# Finding all real solutions of algebraic equations

1.) Solve the equation for the indicated variable: $S = n(n + 1)/3$; for $n$.

My answer: $n = 1+\sqrt{ 1+12s}/2$ , $1+\sqrt{ 1+12s}/2$. For some reason I keep getting this as incorrect?

2.) Find all real solutions of the quadratic equation: $7y^2 − y − 1/7 = 0$

My answer: $y= 1/14 (1-3\sqrt{53})$ , $1/14(1+3\sqrt{53})$

3.) Find all real solutions of the equation. $x^{4/3} − 5x^{2/3} + 6 = 0$

My answer: $2\sqrt{2}$ , $3\sqrt{3}$.

I don't understand why I keep getting these wrong. Please explain, thank you in advance.

• For the first one the solutions are $\dfrac{-1\pm\sqrt{1+12S}}{2}$. – André Nicolas Sep 9 '14 at 2:50
• @AndréNicolas That is what the OP obtained. – user122283 Sep 9 '14 at 2:51
• @SDevalapurkar: My display is poor, but I do not see a $-1$. – André Nicolas Sep 9 '14 at 2:53
• @AndréNicolas I'd dismiss that as a typo, but, technically, you're right. – user122283 Sep 9 '14 at 2:54
• @SDevalapurkar: Grading programs are not as forgiving of typos as you and I are. – André Nicolas Sep 9 '14 at 2:56

## 2 Answers

For the first, rewrite as follows: $$n^2+n=3S\implies n^2+n-3S=0$$ For the last, write: $$(x^{2/3})^2+5x^{2/3}+6=0$$ For all of them, use the quadratic formula:

If $ax^2+bx+c=0$, then $$x=\dfrac{-b\pm\sqrt{b^2-4ac}}{2a}$$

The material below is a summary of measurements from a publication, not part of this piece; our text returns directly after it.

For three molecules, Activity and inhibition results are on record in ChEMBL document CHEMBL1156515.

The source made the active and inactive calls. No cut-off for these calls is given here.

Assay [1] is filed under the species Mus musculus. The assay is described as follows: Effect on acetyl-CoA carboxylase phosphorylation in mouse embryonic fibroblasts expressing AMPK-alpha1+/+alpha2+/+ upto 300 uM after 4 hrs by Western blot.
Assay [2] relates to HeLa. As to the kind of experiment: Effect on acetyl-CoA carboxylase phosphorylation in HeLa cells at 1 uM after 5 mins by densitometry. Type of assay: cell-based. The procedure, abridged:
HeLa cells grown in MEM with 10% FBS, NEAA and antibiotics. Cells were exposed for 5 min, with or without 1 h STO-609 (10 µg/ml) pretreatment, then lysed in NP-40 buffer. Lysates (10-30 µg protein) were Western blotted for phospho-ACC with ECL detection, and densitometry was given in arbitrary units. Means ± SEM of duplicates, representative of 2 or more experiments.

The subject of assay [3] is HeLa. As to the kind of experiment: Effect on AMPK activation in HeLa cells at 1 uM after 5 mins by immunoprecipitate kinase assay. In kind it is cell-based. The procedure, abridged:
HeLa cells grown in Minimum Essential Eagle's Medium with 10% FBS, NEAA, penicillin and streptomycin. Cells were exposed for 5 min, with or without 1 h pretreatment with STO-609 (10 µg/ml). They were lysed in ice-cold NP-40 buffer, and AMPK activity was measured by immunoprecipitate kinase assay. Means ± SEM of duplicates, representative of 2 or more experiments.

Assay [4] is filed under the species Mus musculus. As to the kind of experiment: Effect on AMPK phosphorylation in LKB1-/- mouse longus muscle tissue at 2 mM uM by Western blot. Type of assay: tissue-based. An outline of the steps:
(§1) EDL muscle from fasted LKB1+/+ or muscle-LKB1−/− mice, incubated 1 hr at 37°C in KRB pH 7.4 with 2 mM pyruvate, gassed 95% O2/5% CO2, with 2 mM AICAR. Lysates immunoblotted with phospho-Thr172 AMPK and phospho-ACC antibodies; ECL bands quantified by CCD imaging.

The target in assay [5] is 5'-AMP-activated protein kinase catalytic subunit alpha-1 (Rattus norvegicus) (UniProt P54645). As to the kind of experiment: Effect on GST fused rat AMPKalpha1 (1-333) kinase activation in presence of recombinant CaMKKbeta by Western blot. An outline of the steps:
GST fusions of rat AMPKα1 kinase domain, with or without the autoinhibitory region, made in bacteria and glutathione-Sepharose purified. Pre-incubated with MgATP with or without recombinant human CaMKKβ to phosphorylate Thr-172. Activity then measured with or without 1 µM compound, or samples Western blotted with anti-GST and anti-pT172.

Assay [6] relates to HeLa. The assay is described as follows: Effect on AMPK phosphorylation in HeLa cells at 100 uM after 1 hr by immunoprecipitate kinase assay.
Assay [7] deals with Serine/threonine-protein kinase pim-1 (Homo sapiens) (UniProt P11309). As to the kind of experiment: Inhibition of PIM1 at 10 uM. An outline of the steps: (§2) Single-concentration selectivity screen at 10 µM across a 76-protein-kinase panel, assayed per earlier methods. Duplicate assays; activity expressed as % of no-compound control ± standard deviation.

I think you messed up on the formula; redo the problems again with this formula - you should get the right answers.

After reworking it the answers I got were:

1.) Solve the equation for the indicated variable. (Enter your answers as a comma-separated list.)

S = n(n + 1)/3; for n

My answer: √(3s+1/4)-1/2 , -1/2-√(3s+1/4)

2.) Find all real solutions of the quadratic equation. (Enter your answers as a comma-separated list. If there is no real solution, enter NO REAL SOLUTION.) 7y^2 − y − 1/7 = 0

My answer: y = 1/14 + √5/14, 1/14 - √5/14

3.) Find all real solutions of the equation. (Enter your answers as a comma-separated list. If there is no real solution, enter NO REAL SOLUTION.) x^(4/3) − 5x^(2/3) + 6 = 0

My answer: 3√3, 2√2

How does this all look?

• Your answers are correct. However, you can simplify $$-\frac{1}{2} \pm \sqrt{3s + \frac{1}{4}}$$ by obtaining a common denominator, then extracting a factor of $1/2$ from the square root. $$-\frac{1}{2} \pm \sqrt{3s + \frac{1}{4}} = -\frac{1}{2} \pm \sqrt{\frac{12s + 1}{4}} = -\frac{1}{2} \pm \frac{\sqrt{1 + 12s}}{2} = \frac{-1 \pm \sqrt{1 + 12s}}{2}$$ – N. F. Taussig Sep 9 '14 at 3:45